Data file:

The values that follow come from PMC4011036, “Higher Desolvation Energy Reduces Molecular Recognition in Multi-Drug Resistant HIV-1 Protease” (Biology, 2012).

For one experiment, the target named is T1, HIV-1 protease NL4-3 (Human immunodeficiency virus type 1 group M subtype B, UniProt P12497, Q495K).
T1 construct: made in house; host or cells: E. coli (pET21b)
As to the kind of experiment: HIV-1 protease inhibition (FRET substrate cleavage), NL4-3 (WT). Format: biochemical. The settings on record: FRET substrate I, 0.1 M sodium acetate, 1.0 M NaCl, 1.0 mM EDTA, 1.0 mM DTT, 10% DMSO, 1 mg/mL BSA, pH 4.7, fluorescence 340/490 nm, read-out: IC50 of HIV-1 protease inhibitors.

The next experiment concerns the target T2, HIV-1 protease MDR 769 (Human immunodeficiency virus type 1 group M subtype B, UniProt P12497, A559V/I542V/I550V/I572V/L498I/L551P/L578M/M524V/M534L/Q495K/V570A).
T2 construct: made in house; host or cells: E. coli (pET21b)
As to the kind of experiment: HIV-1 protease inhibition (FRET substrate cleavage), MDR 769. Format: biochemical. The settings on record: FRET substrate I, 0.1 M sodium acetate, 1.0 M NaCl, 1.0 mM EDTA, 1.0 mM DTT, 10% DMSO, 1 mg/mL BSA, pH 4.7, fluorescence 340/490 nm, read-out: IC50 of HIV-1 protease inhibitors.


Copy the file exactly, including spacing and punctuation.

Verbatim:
The values that follow come from PMC4011036, “Higher Desolvation Energy Reduces Molecular Recognition in Multi-Drug Resistant HIV-1 Protease” (Biology, 2012).

For one experiment, the target named is T1, HIV-1 protease NL4-3 (Human immunodeficiency virus type 1 group M subtype B, UniProt P12497, Q495K).
T1 construct: made in house; host or cells: E. coli (pET21b)
As to the kind of experiment: HIV-1 protease inhibition (FRET substrate cleavage), NL4-3 (WT). Format: biochemical. The settings on record: FRET substrate I, 0.1 M sodium acetate, 1.0 M NaCl, 1.0 mM EDTA, 1.0 mM DTT, 10% DMSO, 1 mg/mL BSA, pH 4.7, fluorescence 340/490 nm, read-out: IC50 of HIV-1 protease inhibitors.

The next experiment concerns the target T2, HIV-1 protease MDR 769 (Human immunodeficiency virus type 1 group M subtype B, UniProt P12497, A559V/I542V/I550V/I572V/L498I/L551P/L578M/M524V/M534L/Q495K/V570A).
T2 construct: made in house; host or cells: E. coli (pET21b)
As to the kind of experiment: HIV-1 protease inhibition (FRET substrate cleavage), MDR 769. Format: biochemical. The settings on record: FRET substrate I, 0.1 M sodium acetate, 1.0 M NaCl, 1.0 mM EDTA, 1.0 mM DTT, 10% DMSO, 1 mg/mL BSA, pH 4.7, fluorescence 340/490 nm, read-out: IC50 of HIV-1 protease inhibitors.